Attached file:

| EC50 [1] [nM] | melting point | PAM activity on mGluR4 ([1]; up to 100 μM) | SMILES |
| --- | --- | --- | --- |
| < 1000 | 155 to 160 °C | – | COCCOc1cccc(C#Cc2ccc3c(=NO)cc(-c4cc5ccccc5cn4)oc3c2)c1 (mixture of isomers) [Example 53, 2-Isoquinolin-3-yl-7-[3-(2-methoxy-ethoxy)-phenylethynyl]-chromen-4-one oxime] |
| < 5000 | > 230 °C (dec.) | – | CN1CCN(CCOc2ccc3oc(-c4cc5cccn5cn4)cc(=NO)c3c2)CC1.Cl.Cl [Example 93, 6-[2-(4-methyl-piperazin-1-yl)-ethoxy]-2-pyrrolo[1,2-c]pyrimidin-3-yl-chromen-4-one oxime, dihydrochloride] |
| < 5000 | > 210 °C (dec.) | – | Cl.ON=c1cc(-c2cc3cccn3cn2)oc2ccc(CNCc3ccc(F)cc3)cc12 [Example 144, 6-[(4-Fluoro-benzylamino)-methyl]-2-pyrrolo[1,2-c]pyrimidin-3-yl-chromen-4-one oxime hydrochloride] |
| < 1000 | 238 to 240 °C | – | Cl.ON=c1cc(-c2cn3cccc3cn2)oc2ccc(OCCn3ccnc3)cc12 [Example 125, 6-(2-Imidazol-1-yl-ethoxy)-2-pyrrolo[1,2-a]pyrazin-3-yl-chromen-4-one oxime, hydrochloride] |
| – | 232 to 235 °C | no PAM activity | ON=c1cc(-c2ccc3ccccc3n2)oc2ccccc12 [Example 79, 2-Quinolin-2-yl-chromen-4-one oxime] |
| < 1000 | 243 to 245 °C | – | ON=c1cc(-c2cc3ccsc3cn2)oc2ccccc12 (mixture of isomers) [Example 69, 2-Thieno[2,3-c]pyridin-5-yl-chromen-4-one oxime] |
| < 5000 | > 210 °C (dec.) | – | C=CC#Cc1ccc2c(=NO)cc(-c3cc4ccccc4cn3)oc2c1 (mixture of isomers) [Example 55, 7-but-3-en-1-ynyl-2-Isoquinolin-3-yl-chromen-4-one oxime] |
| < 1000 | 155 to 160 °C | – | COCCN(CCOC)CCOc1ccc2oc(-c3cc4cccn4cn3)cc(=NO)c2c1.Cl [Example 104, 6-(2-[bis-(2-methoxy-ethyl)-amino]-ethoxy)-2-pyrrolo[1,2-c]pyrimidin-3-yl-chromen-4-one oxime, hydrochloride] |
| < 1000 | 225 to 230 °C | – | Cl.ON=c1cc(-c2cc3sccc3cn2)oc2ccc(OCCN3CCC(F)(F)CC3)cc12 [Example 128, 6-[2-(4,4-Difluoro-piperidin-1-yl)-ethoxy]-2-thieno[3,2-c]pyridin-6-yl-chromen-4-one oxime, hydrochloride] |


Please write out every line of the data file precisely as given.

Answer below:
| EC50 [1] [nM] | melting point | PAM activity on mGluR4 ([1]; up to 100 μM) | SMILES |
| --- | --- | --- | --- |
| < 1000 | 155 to 160 °C | – | COCCOc1cccc(C#Cc2ccc3c(=NO)cc(-c4cc5ccccc5cn4)oc3c2)c1 (mixture of isomers) [Example 53, 2-Isoquinolin-3-yl-7-[3-(2-methoxy-ethoxy)-phenylethynyl]-chromen-4-one oxime] |
| < 5000 | > 230 °C (dec.) | – | CN1CCN(CCOc2ccc3oc(-c4cc5cccn5cn4)cc(=NO)c3c2)CC1.Cl.Cl [Example 93, 6-[2-(4-methyl-piperazin-1-yl)-ethoxy]-2-pyrrolo[1,2-c]pyrimidin-3-yl-chromen-4-one oxime, dihydrochloride] |
| < 5000 | > 210 °C (dec.) | – | Cl.ON=c1cc(-c2cc3cccn3cn2)oc2ccc(CNCc3ccc(F)cc3)cc12 [Example 144, 6-[(4-Fluoro-benzylamino)-methyl]-2-pyrrolo[1,2-c]pyrimidin-3-yl-chromen-4-one oxime hydrochloride] |
| < 1000 | 238 to 240 °C | – | Cl.ON=c1cc(-c2cn3cccc3cn2)oc2ccc(OCCn3ccnc3)cc12 [Example 125, 6-(2-Imidazol-1-yl-ethoxy)-2-pyrrolo[1,2-a]pyrazin-3-yl-chromen-4-one oxime, hydrochloride] |
| – | 232 to 235 °C | no PAM activity | ON=c1cc(-c2ccc3ccccc3n2)oc2ccccc12 [Example 79, 2-Quinolin-2-yl-chromen-4-one oxime] |
| < 1000 | 243 to 245 °C | – | ON=c1cc(-c2cc3ccsc3cn2)oc2ccccc12 (mixture of isomers) [Example 69, 2-Thieno[2,3-c]pyridin-5-yl-chromen-4-one oxime] |
| < 5000 | > 210 °C (dec.) | – | C=CC#Cc1ccc2c(=NO)cc(-c3cc4ccccc4cn3)oc2c1 (mixture of isomers) [Example 55, 7-but-3-en-1-ynyl-2-Isoquinolin-3-yl-chromen-4-one oxime] |
| < 1000 | 155 to 160 °C | – | COCCN(CCOC)CCOc1ccc2oc(-c3cc4cccn4cn3)cc(=NO)c2c1.Cl [Example 104, 6-(2-[bis-(2-methoxy-ethyl)-amino]-ethoxy)-2-pyrrolo[1,2-c]pyrimidin-3-yl-chromen-4-one oxime, hydrochloride] |
| < 1000 | 225 to 230 °C | – | Cl.ON=c1cc(-c2cc3sccc3cn2)oc2ccc(OCCN3CCC(F)(F)CC3)cc12 [Example 128, 6-[2-(4,4-Difluoro-piperidin-1-yl)-ethoxy]-2-thieno[3,2-c]pyridin-6-yl-chromen-4-one oxime, hydrochloride] |